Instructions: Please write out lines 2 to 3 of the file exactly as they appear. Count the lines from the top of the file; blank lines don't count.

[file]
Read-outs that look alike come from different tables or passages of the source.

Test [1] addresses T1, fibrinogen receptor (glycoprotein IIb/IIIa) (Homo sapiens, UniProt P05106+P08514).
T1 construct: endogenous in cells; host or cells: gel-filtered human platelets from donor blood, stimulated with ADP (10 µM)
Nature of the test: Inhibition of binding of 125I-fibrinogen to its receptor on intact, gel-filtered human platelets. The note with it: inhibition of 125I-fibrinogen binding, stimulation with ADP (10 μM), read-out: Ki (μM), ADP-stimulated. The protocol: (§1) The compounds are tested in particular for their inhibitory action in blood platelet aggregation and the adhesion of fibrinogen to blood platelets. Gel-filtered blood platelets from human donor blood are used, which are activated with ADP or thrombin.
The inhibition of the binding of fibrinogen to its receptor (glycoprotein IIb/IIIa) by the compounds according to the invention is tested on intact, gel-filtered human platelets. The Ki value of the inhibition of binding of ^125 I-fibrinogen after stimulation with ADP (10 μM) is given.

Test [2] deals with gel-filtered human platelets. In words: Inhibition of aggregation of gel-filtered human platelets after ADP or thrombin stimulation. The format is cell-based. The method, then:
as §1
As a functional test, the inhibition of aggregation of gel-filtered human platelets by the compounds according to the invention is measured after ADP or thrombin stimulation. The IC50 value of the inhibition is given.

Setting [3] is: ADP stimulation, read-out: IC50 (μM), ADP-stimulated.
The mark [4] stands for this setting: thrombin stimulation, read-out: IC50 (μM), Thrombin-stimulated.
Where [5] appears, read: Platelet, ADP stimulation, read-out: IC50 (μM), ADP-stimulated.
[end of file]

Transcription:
Test [1] addresses T1, fibrinogen receptor (glycoprotein IIb/IIIa) (Homo sapiens, UniProt P05106+P08514).
T1 construct: endogenous in cells; host or cells: gel-filtered human platelets from donor blood, stimulated with ADP (10 µM)